Plain radiography is the first step in the evaluation of suspected craniosynostosis3 and is sufficient for diagnosing single-suture craniosynostosis.24,25 Anteroposterior and lateral views of the skull are usual. It is important to evaluate the entire length of each suture because only a small segment may be involved.3 The signs of craniosynostosis on plain radiography include bony bridging across the suture that produces beaking or heaping up of bone; sclerosis, straightening and narrowing of the suture; and loss of suture clarity.26
The diagnostic value of the CT scan outweighs that of plain radiography because the sutures can be identified more accurately on a CT scan. In addition, CT scanning helps in evaluating the brain for structural abnormalities (e.g., hydrocephalus, agenesis of the corpus callosum) and in excluding other causes of asymmetric vault growth (e.g., brain hemiatrophy, chronic subdural hematoma).3 Three-dimensional surface reconstruction using CT scanning can help the surgeon to accurately delineate the craniofacial deformity and plan surgical reconstruction.27
The major complications associated with uncorrected craniosynostosis include increased intracranial pressure, asymmetry of the face, and malocclusion. Asymmetry of the orbits leads to strabismus.14
Optimal care of infants with craniofacial anomalies requires a multidisciplinary team approach. Infants should be evaluated within the first few weeks of life. However, referral is appropriate at any age. Once the diagnosis of craniosynostosis is confirmed, the treatment is surgical correction. The best time to intervene is when the infant is between three and nine months of age.14 However, infants with symptoms and signs of increased intracranial pressure require urgent decompression.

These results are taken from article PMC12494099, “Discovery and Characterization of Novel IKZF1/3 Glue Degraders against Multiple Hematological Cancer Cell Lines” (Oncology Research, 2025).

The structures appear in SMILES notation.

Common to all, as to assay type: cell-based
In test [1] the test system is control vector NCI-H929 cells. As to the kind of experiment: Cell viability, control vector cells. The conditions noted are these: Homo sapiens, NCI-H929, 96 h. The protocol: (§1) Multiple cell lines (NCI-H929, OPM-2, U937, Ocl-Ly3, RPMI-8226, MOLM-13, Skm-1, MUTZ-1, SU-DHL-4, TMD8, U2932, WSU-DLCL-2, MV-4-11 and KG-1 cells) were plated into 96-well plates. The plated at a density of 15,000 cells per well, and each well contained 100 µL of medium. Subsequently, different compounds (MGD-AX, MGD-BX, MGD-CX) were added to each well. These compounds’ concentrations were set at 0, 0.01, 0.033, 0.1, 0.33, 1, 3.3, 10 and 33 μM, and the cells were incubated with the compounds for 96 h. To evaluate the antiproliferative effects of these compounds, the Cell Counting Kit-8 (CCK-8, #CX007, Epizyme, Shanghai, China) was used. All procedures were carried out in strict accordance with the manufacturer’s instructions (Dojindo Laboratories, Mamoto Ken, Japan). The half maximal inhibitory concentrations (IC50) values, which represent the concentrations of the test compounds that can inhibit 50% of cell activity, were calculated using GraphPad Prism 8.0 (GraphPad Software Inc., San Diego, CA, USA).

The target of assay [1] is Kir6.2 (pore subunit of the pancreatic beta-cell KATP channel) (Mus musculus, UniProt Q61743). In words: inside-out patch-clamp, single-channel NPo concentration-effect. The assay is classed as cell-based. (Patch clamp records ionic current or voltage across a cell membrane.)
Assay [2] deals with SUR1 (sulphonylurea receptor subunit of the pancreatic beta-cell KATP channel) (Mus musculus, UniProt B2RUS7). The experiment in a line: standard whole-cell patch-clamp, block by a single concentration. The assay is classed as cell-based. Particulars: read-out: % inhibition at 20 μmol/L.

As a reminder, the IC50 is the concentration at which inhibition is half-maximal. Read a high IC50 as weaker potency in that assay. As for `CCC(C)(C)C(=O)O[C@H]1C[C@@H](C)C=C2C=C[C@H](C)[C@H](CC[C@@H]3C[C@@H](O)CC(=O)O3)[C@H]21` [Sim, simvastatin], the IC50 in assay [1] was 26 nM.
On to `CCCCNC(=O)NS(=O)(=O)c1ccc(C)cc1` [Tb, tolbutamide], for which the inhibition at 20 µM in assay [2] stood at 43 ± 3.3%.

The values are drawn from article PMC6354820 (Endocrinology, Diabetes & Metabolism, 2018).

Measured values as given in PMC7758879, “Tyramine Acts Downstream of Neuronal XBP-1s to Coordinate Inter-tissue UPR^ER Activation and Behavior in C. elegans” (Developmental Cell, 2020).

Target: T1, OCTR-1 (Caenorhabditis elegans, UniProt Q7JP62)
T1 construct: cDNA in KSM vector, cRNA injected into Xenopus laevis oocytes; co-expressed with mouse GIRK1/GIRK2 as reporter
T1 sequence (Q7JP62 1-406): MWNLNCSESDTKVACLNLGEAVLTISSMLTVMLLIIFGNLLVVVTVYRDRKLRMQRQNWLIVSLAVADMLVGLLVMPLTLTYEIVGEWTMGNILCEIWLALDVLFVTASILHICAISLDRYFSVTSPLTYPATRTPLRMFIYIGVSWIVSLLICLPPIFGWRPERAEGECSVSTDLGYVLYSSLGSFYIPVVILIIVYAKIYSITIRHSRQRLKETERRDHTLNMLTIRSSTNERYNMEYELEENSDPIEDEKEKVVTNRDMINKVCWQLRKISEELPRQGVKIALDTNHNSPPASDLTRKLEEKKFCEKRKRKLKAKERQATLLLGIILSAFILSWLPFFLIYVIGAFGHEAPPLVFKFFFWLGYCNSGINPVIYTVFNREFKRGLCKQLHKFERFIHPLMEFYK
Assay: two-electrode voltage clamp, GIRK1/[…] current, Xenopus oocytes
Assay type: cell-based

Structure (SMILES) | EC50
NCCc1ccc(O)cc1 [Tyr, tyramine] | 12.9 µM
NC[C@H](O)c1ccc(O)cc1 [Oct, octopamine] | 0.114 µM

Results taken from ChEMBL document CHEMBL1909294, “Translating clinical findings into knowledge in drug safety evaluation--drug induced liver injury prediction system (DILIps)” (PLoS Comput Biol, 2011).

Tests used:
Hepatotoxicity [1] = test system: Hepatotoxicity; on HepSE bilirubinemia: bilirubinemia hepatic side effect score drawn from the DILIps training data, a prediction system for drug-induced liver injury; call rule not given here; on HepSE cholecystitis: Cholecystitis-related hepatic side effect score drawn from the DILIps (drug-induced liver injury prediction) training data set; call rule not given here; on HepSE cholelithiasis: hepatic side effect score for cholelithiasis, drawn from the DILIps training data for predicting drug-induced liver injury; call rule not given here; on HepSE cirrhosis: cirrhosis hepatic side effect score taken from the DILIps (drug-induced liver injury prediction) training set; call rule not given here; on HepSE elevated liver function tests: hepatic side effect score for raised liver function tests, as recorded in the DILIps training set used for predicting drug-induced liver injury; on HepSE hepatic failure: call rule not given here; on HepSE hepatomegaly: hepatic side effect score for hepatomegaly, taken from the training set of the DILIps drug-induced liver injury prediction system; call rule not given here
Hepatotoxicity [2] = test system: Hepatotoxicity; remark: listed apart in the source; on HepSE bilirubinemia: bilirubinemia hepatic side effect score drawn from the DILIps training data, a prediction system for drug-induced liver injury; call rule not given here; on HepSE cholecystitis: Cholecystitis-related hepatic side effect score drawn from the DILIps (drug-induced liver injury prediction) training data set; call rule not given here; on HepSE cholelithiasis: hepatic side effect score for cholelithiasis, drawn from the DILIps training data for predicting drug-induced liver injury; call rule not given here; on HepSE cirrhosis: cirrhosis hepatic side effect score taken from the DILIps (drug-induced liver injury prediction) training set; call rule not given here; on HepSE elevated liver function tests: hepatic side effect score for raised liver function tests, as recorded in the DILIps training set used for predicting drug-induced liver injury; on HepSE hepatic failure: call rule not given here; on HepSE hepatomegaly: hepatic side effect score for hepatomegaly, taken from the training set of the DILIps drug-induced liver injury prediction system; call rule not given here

SURGICAL INTERVENTION IN NONSYNDROMIC CRAN-IOSYNOSTOSIS
Surgical intervention involves either strip craniectomy or cranial vault remodeling with excision of the frontal, parietal, and occipital bones, which are trimmed, reshaped, and affixed with absorbable plates.14 Recently, minimally invasive endoscopic strip craniectomy, which involves significantly less blood loss and a shorter hospital stay, has been successful.28
The objective of coronal synostosis is to increase the anteroposterior dimensions of the calvaria.
The main goal of metopic synostosis is to increase the volume of the anterior cranial fossa.14
SURGICAL INTERVENTION IN SYNDROMIC CRANIOSYNOSTOSIS
The management of craniofacial syndromes includes correction of craniosynostosis between three and six months of age, and correction of limb defects between one and two years of age.14 When the patient is a young adult, surgeries to normalize appearance and correct malocclusion are done.
Potential intraoperative complications include massive blood loss and air embolism.2 Mortality rates are low according to recent reports.14 Careful follow-up of the patient is necessary after surgery to ensure that the sutures do not re-fuse. Postoperative monitoring of head circumference and checking for signs and symptoms of increased intracranial pressure are necessary.2